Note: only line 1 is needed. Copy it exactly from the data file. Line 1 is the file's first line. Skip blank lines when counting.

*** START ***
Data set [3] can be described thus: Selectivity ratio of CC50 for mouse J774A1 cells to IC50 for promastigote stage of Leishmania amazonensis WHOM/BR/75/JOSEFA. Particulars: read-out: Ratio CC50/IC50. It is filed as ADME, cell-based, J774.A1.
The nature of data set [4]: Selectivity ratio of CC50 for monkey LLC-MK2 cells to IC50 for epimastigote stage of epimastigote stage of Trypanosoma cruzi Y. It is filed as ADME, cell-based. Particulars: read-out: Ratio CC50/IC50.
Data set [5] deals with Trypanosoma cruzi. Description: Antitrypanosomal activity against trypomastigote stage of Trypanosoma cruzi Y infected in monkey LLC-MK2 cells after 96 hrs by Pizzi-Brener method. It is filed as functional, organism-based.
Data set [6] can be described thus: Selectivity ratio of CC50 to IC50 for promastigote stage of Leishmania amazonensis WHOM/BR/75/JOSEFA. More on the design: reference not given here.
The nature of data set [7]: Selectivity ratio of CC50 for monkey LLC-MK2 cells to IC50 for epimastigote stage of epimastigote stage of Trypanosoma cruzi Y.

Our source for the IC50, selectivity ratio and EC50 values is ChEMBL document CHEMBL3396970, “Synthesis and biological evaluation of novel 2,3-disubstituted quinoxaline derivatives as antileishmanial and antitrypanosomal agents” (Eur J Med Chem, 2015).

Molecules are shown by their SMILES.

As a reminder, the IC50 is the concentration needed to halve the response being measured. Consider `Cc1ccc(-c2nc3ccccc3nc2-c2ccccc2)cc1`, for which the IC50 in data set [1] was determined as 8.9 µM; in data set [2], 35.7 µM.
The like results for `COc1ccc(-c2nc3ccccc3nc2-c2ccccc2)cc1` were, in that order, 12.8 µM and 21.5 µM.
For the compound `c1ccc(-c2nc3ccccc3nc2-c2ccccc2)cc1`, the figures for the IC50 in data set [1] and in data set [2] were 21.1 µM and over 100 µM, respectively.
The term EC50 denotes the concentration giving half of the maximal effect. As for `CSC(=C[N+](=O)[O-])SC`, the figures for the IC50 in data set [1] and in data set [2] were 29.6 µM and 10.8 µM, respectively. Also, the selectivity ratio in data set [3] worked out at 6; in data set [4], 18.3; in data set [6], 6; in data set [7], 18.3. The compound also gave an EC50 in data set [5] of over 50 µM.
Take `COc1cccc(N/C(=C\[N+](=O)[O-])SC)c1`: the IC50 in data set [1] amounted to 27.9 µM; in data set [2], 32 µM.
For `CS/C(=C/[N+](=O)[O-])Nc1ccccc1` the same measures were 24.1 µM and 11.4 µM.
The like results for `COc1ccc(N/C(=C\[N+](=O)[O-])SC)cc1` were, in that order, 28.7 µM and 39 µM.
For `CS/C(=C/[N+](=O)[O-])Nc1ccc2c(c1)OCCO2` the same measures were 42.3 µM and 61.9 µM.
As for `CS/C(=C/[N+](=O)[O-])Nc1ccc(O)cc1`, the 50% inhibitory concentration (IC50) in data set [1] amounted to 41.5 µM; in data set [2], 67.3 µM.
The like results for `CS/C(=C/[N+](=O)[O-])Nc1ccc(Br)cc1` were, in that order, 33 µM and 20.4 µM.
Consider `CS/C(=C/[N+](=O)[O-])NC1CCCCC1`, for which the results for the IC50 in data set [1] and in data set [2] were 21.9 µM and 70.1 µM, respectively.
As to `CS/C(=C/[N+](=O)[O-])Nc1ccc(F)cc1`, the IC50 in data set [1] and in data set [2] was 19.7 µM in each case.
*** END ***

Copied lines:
Data set [3] can be described thus: Selectivity ratio of CC50 for mouse J774A1 cells to IC50 for promastigote stage of Leishmania amazonensis WHOM/BR/75/JOSEFA. Particulars: read-out: Ratio CC50/IC50. It is filed as ADME, cell-based, J774.A1.